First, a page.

But there is no pushing back against Loughner. Because Loughner was individualism taken to the farthest extreme. His insanity so detached him from the world that he no longer even shared any but a very passing sense of reality with the rest of the human race. He is also a reminder of why collective solutions fail. Such assumptions are always based on generalizations, but there are few generalizations that would have applied to Loughner. He didn't act based on economic interests or any comprehensible political ideology. He wasn't a member of any group. Only a group of one.

Had Rush Limbaugh, Michael Savage and Glenn Beck all been sent to Gitmo at the start of this administration-- the odds of Loughner doing what he did would have been exactly the same. Had all firearms been banned, the odds are quite good that he would have gotten his hands on a weapon anyway. The real problem was not the climate or the extended magazines, it was always Loughner himself. Not a collective, but an individual.

glock_19Weapons bans are collective solutions which presume that every would-be gun buyer is equally motivated yet unable to obtain a firearm. Such a condition does not hold for any commodity. The key factor in the ability of an individual to obtain a widely extant item that is banned by law is motivation. The 'Desirability' of the item. And the most motivated buyers are destructive users. That is why the War on Drugs hasn't stopped the most destructive users from getting their hands on drugs anyway. Similarly criminals, the most destructive users of weapons, will keep on getting them anyway. Those who will lose out are constructive users of weapons, who will have no means of self-defense against them. Bans affect the least destructive users the most, because they are less willing to participate in an illegal economy. But the destructive user is often already part of an illegal economy or does not care anymore. That is the paradox of collective solutions, they apply the least to those whom they are meant to apply to the most.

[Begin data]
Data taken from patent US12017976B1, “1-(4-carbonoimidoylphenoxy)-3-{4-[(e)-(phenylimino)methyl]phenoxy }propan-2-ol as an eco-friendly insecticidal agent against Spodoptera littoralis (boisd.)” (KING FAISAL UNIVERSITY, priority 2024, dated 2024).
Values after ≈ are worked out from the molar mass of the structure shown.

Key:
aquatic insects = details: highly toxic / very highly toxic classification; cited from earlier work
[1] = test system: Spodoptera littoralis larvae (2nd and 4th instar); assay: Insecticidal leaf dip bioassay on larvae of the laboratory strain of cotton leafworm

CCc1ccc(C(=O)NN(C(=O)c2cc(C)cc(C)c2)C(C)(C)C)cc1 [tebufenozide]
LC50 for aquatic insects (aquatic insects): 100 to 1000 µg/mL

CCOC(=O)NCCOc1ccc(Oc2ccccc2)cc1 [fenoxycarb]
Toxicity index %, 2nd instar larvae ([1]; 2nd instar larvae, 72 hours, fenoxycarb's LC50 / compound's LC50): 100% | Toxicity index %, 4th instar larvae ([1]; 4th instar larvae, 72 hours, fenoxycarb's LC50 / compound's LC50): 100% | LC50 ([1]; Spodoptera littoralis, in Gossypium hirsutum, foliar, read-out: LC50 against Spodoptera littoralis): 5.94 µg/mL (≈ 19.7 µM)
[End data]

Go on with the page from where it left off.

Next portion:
Treating all weapons as collectively bad, because of the actions of individuals, is to mistake the tool for the person. But for those who cannot see Loughner as an individual, similarly cannot see that it is the individual who uses the weapon, rather than the other way around. Like Plato's Cave, they can only see Loughner's shadow. The shadow of his gun. The shadow of his act. A shadow which they merge group together with all other guns and all other killings. A set they can recognize. A group they can control.

For the left, there are no individuals, only great social movements. The clash of revolution and reaction. The privileged and the oppressed. The progressive and the reactionary. The organized and the disorganized. Only by placing Loughner somewhere within that giant Risk board, can they understand his place in the greater scheme of things. Since he shot a Democratic congresswoman, then he must be a reactionary. His individual beliefs don't really matter, only pinning the tail on the donkey, or in this case the elephant, in order to deny the randomness of a world teeming with billions of individuals. A randomness that insures their collective solutions will always fail.